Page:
April 6 (Bloomberg) — Sometimes tax seasons find their own movie. The movie for tax season 2012 is "The Hunger Games," which came about just about the time most of us were opening the tax preparers' kit.
Washington is the equivalent of the Capitol in the film and Suzanne Collins's book, an arbitrary and dictatorial central government with its thumb on the rest, always "reminding us how totally we are at their mercy."
The U.S. by this analogy would be Panem, the dystopia of book and film. We taxpayers are like the characters who dwell in the outer districts and must give up one or the other of our best assets as annual tribute.
Of course, the tribute demanded is not entirely predictable. The rules are rigid except when they aren't, giving advisers, the Effie Trinkets of the tax world, outsized power. And the tribute is uneven, as in "The Hunger Games." Some of us are arbitrarily chosen and must sacrifice years to an audit; the people in the Capitol cackle and watch the blood spill. Those in the outer districts watch out of horrified interest; at least it wasn't them.
In tax terms at least, more and worse games are yet to come. Taxes are set to rise in 2013 not only on capital gains but also on income and dividends. Arbitrariness and complexity plague the arrangement, as well. Even if you pay what you think you owe, the Internal Revenue Service can always find a "gotcha," and conduct a "reaping."
To reduce the dystopian aspect of American tax life, three fixes are in order.
The first is to simplify and clarify the code. If our rates were simpler and fewer, then even those in the outermost districts would know the most basic things about where we stood with the Capitol. As Fareed Zakaria noted last fall, "complexity equals corruption." The U.S. tax code is 10 times as long as France's.
A second fix would be to lower the tribute itself that is exacted. The House Budget Committee chairman, Paul Ryan, has suggested two rates: 10 percent and 25 percent. That might mean ending deductions crucial to many interest groups, like the home-mortgage-interest deduction. But losing those breaks might be worth it if rates were lower and rules were clearer.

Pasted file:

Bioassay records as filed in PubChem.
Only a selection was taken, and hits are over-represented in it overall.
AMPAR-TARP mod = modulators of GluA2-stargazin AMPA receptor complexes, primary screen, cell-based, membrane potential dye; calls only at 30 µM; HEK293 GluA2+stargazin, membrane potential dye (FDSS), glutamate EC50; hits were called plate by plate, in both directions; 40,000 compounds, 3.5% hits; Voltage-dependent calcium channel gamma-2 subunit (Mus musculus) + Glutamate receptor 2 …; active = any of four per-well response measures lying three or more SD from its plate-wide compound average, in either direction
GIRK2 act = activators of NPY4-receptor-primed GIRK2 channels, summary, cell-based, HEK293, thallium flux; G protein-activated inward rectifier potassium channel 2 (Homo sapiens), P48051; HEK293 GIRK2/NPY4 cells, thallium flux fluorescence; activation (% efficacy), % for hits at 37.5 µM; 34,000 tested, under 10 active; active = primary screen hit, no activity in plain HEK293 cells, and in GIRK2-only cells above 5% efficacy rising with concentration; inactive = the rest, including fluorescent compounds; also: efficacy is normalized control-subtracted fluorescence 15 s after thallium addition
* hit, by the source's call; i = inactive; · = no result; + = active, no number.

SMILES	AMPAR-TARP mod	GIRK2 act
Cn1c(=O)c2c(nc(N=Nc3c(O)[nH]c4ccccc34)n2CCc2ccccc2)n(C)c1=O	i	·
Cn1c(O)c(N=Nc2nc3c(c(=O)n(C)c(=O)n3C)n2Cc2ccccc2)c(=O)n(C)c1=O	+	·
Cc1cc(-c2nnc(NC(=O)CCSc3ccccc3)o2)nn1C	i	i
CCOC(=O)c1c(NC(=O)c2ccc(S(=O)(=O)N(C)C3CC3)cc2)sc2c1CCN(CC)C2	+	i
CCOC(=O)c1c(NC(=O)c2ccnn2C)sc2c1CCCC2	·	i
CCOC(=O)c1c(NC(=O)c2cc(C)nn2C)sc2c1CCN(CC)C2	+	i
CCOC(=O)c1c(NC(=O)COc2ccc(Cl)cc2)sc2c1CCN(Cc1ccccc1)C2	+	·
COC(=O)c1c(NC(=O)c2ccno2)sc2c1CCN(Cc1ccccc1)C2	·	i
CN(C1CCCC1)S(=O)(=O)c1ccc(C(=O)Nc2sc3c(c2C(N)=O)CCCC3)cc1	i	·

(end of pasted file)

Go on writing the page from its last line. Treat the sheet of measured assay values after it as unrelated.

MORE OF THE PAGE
Since Ryan spoke up and offered his budget, he has been pursued like Rue or Katniss. The critics say Ryan is helping the rich. Many of us don't see it that way: Higher earners who get to keep more cash will do something valuable, like create jobs.
A third change would be to ensure that everyone, regardless of income or residential district, pays some tax. Right now the bottom half of earners pay no income tax. Those who don't contribute have no stake in change. They are like the mob in "The Hunger Games" that enjoys the show of others paying tribute. If they handed over even a few pennies, they might involve themselves, which would broaden the impetus for tax reform.
In the policy world, the blockbuster equivalent of "The Hunger Games" is "Why Nations Fail" by Daron Acemoglu and James Robinson. The book draws a valuable distinction between "extractive" regimes that take from all — like Panem or Saudi Arabia — and inclusive ones, whose institutions make citizens stakeholders in prosperity. To my mind, "Why Nations Fail" captures our tax problem precisely: too much extraction and too little participation.
I e-mailed Acemoglu for his views on tax reform. He replied to point out that lower earners do pay Social Security and state taxes. So he's less concerned than I am about having every citizen in every district pay some income tax specifically.
He recommended sustaining some progressivity while at the same time "keeping marginal rates low, which of course would be feasible by getting rid of loopholes of all sorts (both for businesses and individuals). We probably have one of the most inefficient tax systems in the OECD."
In other words, the solution you come up with may be slightly different. But what "The Hunger Games" and "Why Nations Fail" suggest to me is that recognizing a good tax plan is simple. A good tax plan is one that makes us feel more like citizens, and less like objects of ritual sacrifice.
(Amity Shlaes is a Bloomberg View columnist and the director of the Four Percent Growth Project at the Bush Institute. The opinions expressed are her own.)
© Copyright 2012 Bloomberg
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